What struggle of ideas in the mind results in these acts? The first thing to note is that all these people had a reasonable stock of cultural ideas. I can’t imagine that suicide existed in primitive times because the amount of cultural knowledge was much lower. The cultural knowledge of non-human animals is also insufficient for suicide. In all the above examples, it was cultural knowledge that drove suicide and martyrdom, not genetic knowledge (I exclude here people with genetic errors of birth such as insanity, schizophrenia and so on). Remember that the original reason for the evolution of cultural knowledge was to increase the chance of reproduction of one’s genes, not to destroy them. The cultural knowledge learnt by the wasp, the fish, and the lion all increased their chances of survival. For cultural knowledge to now destroy the genes is a new turn of events.
One cultural belief favourable to suicide is that of life after death. These ideas will placate will-to-live genetic ideas. The person sees him/herself as not really dying, but going from one place to another. Many of the people of Jonestown genuinely believed that they were not really dying, but going from a painful earthly life to a blissful heavenly one. Greater happiness in heaven was the motive and so the act was still one of maximising happiness. Or else in the case of the Japanese samurai, the loss of face would result in a life too painful to bear. He thinks his pain will be less through suicide. Today many people suffer depression from overwork, financial crises, failed relationships and so on. Here genetic ideas have been depressed to the extent that their ability to struggle against invading cultural ideas for suicide is decreased. The will to live can be practically non-existent. In the case of the failed businessman, suicide is still the act of greatest happiness, in the sense of it being the act of least pain. Whatever the reason for suicide, from a genetic eye-view, any cultural ideas that cause death are disastrous. This is particularly the case if the person has not yet reproduced. An early death guarantees that the genes will not be passed to the next generation.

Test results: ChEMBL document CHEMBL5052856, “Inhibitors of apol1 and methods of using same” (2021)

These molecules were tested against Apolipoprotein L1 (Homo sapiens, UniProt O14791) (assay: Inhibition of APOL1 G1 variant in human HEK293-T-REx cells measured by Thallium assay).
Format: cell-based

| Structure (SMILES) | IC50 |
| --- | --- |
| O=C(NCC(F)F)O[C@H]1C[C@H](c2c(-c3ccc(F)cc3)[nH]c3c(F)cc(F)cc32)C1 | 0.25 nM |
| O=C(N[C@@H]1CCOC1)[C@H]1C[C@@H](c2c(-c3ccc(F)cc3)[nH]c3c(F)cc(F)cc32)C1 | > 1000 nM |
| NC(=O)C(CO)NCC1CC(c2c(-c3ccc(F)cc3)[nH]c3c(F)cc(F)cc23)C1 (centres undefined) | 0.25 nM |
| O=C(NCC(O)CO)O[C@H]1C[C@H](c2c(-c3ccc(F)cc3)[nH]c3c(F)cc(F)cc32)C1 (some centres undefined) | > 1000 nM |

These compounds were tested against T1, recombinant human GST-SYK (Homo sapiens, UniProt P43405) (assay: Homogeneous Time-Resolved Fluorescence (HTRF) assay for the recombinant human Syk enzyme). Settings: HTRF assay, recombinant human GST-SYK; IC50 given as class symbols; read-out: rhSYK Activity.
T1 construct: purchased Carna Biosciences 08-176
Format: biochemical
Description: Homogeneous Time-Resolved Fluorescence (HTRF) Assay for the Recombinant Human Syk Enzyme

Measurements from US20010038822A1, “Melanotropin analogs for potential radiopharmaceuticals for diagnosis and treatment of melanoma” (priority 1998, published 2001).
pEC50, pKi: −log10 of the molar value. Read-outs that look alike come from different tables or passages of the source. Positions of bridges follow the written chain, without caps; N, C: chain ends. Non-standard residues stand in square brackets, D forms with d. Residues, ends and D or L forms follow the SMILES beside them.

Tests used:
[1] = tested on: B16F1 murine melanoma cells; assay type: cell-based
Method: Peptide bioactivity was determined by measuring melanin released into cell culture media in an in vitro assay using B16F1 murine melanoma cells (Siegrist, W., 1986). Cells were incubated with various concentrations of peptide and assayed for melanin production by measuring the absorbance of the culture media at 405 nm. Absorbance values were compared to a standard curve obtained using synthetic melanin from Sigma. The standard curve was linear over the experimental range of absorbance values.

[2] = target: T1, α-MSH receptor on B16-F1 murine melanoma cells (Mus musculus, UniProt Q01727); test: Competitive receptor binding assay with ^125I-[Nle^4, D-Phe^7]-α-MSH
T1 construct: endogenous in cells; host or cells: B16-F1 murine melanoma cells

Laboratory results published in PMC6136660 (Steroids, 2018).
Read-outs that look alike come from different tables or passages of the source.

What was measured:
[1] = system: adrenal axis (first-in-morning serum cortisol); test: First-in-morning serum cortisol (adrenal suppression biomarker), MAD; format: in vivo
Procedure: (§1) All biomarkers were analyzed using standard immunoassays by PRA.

Another interesting type of suicide appears different from the ones above. If a spell is cast upon a person through witchcraft, all hope of living may be given up and the person might fret to death (Denton, 1993, found that the heart is voluntarily stopped by the brain). The person believes death is inevitable. Here the cultural ideas acquired in childhood are so strong that once people know that they have been bewitched, these cultural death ideas will win over will-to-live genetic ideas. The person sees no choice but death and, should death result, the genes will have again been deceived by cultural ideas. Often the only way to recover, as the condemned person’s mind sees it, is the removal of the spell by the same or another witch doctor. Removal-of-spell ideas then enter into the mind and align with genetic will-to-live ideas. The outcome is now survival.
Drug taking is another form of redirection that circumvents genetic ideas. Successful drugs, such as the opiates, chemically mimic various hormones that produce happiness in the brain. Through drugs a person can get a hormonal reward without addressing any genetic ideas. An externally produced ‘hormone’ rather than an internally produced one is used. The person’s acts are often redirected towards obtaining more of the drug rather than reproduction. Therefore, drugs can also break the bond between happiness and reproduction.
Modern cultural belief systems, such as fast cars, good restaurants, and holidays on tropical islands, all produce happiness, but, due to their cost, they can be at the expense of a large family or, in some cases, any family at all. The pleasure of these activities is placed before the pleasure of families. Evidence of this widespread gene deception lies in the decrease in the number of children per family in most western societies, where, coincidently, the volume of gene deceiving cultural belief systems has grown to be the highest. By rough correlation, the greater the volume of a society’s cultural knowledge, the more chance there is that ideas can invade to allow increased happiness at the expense of genetic reproduction.
But while cultural ideas that reduce reproduction are detrimental from a particular person’s genetic eye-view they are not necessarily detrimental to societies. There are already too many people in the world so a cultural redirection away from reproduction is a good thing. People can continue to be happy through redirection with less children being produced.